This led me to ask “who is the audience for these ads?” Who are the organizers of this campaign trying to communicate with? My suspicion is that their audience is people who already have a soft analysis of prostitution gleaned from watching 20/20 episodes or true crime TV shows about sex trafficking busts. But really, almost everyone thinks like this about us, because it’s an easy position to take. I mean, who is going to step up and be ‘in favor’ of ‘modern day slavery’ or ‘sex trafficking?’ And probably, that’s what people will say when they dismiss this blog post. But that’s ridiculous—and honestly—I really want to know what it’s going to take for people to actually think about how complicated the sex trade is, and that it’s not all the same, and that ads that make us all the victims of overwhelming violence don’t do anything to actually improve our circumstances.
The campaign repeats the same simple story about how the sex trade works in people’s lives. The “ugly truth” is that there are very few textbook examples of people who trade sex for money and survival needs.
The truth doesn’t have a sound bite. It’s complex. There are just as many people who are in danger in the sex trade as there are people who aren’t, and sometimes that’s the same person at different times. And even more than that— for many of us who are sometimes in danger, it is not from pimps or the traffickers or the villains in these ads—it’s from police, or parents, or other authority figures. Assuming though that there are more folks who are in danger right now than who are safe- who gains by dehumanizing and un-complicating our stories into blurbs on buses? Let’s be clear—there are people who are being trafficked, who are experiencing violence in the sex trade—and in fact I have been one of them, but these ad campaigns which assert that everyone is experiencing the same violence actually make it harder for those of us who do need dire help to be identified and understood. The person who has been trafficked and the person who has engaged consensually in the sex trade have had qualitatively different experiences. To conflate these lived experiences negates those differences and erases our uniqueness. There is no hierarchy of oppression but there are different realities that each of us live. Those realities should be honored and not labeled for us.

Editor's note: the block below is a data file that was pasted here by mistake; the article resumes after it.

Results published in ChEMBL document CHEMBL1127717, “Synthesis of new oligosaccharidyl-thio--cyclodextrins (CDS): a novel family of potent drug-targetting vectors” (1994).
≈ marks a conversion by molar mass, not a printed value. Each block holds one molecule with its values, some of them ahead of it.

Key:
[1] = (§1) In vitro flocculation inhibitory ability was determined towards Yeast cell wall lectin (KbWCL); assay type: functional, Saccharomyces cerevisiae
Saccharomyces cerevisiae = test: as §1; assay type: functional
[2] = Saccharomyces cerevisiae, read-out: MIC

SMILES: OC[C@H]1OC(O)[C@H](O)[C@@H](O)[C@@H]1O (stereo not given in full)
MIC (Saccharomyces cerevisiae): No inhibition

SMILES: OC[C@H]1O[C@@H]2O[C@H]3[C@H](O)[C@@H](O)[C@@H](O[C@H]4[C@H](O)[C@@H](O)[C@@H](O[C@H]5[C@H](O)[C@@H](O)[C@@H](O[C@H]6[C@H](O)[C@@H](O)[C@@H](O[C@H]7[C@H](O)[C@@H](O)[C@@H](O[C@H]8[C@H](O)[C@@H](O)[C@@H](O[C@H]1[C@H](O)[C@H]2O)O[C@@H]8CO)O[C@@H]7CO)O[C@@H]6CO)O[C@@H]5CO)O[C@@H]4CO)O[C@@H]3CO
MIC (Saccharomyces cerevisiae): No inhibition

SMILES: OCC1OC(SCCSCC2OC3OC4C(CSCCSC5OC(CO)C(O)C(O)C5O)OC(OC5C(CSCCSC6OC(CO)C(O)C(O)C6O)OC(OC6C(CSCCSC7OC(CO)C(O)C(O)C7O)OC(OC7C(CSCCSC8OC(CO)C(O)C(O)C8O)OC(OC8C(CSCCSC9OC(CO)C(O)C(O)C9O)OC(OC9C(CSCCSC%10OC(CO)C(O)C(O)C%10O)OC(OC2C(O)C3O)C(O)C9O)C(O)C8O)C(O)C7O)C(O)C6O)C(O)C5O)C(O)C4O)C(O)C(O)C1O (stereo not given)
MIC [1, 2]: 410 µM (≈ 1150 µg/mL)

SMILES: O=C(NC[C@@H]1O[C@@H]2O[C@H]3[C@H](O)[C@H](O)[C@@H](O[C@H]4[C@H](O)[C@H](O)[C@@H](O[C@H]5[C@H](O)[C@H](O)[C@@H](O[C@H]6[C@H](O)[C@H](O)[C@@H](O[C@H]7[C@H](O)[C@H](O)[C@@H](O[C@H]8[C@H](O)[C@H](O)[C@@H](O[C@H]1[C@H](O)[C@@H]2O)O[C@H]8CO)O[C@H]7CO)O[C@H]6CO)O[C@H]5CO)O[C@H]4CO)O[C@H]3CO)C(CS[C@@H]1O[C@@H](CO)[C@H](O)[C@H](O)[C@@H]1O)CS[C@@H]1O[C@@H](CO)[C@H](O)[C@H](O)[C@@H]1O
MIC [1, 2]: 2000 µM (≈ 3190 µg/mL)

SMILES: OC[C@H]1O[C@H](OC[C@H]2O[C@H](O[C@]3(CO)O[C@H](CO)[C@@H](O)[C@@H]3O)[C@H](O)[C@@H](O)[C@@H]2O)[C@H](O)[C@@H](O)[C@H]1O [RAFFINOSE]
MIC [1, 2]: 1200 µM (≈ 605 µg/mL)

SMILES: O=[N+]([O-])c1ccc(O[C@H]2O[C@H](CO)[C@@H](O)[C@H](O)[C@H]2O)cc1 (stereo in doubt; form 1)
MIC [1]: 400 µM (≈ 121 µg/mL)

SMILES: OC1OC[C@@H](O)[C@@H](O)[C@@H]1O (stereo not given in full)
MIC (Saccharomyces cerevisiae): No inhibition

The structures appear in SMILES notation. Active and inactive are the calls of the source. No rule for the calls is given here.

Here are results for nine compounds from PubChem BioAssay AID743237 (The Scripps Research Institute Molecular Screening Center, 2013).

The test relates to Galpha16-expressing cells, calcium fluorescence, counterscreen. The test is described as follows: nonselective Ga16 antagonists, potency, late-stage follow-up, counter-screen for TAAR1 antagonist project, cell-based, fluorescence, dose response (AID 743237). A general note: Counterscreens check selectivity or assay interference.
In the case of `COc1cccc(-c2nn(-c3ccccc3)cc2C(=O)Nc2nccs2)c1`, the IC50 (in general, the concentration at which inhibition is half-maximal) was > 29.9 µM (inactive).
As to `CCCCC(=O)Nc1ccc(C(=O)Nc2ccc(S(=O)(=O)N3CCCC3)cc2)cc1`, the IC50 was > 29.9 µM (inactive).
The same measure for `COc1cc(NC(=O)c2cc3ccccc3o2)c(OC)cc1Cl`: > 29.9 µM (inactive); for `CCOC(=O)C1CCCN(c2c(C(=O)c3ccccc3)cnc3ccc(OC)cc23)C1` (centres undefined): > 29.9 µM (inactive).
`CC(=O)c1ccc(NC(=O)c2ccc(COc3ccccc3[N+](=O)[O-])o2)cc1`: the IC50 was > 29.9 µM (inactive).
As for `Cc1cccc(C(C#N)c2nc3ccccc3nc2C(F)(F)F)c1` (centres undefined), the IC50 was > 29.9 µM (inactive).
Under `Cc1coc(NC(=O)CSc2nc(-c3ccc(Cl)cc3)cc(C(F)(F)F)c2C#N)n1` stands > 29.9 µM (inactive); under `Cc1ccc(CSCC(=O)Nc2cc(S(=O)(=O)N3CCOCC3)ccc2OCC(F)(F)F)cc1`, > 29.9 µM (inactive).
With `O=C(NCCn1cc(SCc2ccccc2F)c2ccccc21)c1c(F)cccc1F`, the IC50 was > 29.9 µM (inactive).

There is nothing about these ads that communicates survival, fighting back, self-care, or resistance. It doesn’t have our voices in it at all. We’re ‘prostituted.’ We’re not people, we’re a theory and maybe even a target. They paint a picture of a person in the sex trade who is flat, powerless, a blank slate upon whom violence is visited.